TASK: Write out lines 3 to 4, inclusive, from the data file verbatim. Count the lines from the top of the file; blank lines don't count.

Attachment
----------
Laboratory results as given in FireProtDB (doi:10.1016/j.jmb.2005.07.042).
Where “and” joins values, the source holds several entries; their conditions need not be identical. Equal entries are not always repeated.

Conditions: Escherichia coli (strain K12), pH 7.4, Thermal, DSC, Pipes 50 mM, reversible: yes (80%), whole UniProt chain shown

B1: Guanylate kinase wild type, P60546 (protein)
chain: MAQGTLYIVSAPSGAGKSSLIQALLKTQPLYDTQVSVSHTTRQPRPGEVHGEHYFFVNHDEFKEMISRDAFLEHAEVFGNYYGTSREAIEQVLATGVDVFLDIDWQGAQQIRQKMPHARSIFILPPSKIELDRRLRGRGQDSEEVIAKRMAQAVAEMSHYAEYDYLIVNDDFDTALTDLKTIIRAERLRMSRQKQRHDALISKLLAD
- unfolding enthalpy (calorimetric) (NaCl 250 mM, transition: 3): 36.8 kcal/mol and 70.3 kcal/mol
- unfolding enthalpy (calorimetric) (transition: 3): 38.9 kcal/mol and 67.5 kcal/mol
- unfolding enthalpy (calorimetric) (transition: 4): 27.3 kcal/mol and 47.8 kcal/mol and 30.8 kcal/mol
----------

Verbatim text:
Conditions: Escherichia coli (strain K12), pH 7.4, Thermal, DSC, Pipes 50 mM, reversible: yes (80%), whole UniProt chain shown

B1: Guanylate kinase wild type, P60546 (protein)